Caleb N 18:30
Oh, man, it can be extremely painful, extremely painful. And I think a lot of sellers can sometimes swing for the fences. When it is a ‘hey, look, I just need a good single or a triple and be in a good spot that I’m not overextending myself.’ If sellers do find themselves in a limited, you know, capacity limit, what are some alternatives they can explore to ensure that they are really prepped and ready for Prime Day?
Matt S. 18:57
So obviously, your your storage capacity is tied to your your IPI score. And so, you know, there’s a couple of different things to kind of look at so we’re what’s going to be causing your IPI score to be lower, do you have aged inventory, is there products that are moving slowly? So these are things that you know, there’s different levers that you can pull to try to improve these, whether that’s running promotions, or increasing your advertising towards it, you know, it’s gonna look a little different. But the thing is, we want to look at is the oldest product, we need to be clearing those out. And then the opportunities we have for our top products, can we accelerate even sales on those? So doing that through promotions are doing that through increased advertising, clearing out the aged inventory, increasing the run rate of our of our of our winners, both of those are going to help lift up the IPI score and the more we can lift up the IPI score, the more inventory opportunities we’re going to have with this. So obviously, you know, running Lightning Deals is one way we found I’ll see ya actually running like coupons, we really like Prime exclusive discounts, those seem to work the best for us. Sometimes we’ll have double-sack with the using both the Prime exclusive discounts as well as a coupon really seems to kind of juice the sales for us. So those are a couple of ways to kind of think about, identify what’s really causing your IPI score to be to be pulled down, and then pulling the right levers to help move that inventory out.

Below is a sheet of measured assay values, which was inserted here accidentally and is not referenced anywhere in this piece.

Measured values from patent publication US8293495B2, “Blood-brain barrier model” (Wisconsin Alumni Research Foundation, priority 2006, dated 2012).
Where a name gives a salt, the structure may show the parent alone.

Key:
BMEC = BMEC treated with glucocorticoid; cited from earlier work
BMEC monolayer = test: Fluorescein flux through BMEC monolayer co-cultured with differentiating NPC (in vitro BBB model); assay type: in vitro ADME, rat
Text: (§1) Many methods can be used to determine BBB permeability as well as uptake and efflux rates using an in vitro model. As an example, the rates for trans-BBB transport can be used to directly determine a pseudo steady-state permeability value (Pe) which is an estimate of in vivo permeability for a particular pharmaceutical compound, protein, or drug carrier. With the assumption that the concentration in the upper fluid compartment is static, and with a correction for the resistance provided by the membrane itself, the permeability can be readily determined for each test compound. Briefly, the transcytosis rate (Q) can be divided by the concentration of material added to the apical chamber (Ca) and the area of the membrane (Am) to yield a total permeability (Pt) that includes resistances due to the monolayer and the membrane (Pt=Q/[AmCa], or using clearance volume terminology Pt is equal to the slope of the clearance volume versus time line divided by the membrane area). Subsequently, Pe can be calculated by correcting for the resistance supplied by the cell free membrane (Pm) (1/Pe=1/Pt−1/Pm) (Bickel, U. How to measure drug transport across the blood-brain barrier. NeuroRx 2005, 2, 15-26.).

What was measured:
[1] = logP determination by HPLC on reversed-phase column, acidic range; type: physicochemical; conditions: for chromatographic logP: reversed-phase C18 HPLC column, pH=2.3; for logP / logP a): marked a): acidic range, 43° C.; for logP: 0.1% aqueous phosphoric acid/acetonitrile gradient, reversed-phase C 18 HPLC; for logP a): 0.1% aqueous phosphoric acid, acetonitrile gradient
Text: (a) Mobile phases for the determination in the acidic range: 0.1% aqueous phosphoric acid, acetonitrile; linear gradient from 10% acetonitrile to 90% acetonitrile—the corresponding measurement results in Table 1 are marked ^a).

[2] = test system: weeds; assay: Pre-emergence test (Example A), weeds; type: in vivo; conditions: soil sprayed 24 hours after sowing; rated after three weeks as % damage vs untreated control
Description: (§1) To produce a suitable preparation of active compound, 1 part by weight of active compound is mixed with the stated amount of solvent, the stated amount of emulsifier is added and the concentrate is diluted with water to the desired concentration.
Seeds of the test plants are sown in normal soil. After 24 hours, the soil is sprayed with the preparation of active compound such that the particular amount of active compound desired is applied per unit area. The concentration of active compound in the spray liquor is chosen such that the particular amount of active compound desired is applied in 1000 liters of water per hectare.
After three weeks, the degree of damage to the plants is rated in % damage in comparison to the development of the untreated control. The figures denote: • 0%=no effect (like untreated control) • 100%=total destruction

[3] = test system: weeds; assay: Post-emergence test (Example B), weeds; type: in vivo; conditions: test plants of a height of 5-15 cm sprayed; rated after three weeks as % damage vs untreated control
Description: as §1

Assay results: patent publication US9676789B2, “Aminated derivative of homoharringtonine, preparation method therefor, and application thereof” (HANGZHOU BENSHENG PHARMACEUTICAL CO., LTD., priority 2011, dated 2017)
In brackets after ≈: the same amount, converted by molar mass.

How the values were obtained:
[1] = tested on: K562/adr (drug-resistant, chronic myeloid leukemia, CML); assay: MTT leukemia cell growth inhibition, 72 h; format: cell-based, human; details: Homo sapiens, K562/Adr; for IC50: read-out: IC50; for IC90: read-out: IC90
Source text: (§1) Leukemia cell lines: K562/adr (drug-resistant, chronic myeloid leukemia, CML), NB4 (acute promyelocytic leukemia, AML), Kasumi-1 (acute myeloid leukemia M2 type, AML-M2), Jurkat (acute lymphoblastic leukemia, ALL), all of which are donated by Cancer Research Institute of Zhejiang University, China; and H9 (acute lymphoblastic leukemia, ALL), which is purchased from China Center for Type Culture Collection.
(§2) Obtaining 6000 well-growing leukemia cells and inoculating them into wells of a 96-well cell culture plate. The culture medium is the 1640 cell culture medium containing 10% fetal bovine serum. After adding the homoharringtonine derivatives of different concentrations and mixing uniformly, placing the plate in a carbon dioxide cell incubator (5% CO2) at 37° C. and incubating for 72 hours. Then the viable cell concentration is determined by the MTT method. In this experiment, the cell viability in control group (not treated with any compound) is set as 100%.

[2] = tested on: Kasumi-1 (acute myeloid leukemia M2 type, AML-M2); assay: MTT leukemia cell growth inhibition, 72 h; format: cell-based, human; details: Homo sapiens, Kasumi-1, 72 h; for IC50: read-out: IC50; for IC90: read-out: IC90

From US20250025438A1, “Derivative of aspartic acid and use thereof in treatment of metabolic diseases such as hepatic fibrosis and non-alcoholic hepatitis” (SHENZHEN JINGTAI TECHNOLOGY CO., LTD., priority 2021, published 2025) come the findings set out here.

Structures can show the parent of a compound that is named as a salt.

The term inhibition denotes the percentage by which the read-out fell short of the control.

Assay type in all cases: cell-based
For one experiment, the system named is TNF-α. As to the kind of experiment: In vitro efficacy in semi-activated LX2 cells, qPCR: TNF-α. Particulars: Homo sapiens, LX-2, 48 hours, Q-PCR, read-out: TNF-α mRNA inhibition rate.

Caleb N 20:27
That’s smart. I think you’re sharing some extremely valuable golden nuggets for a lot of Amazon sellers who are listening right now. And we’ve talked a lot about FBA, I think has been a big portion of this. What about FBM? What with the recent changes on seller fulfilled Prime, how can FBM sellers really compete on Prime Day and take advantage of it?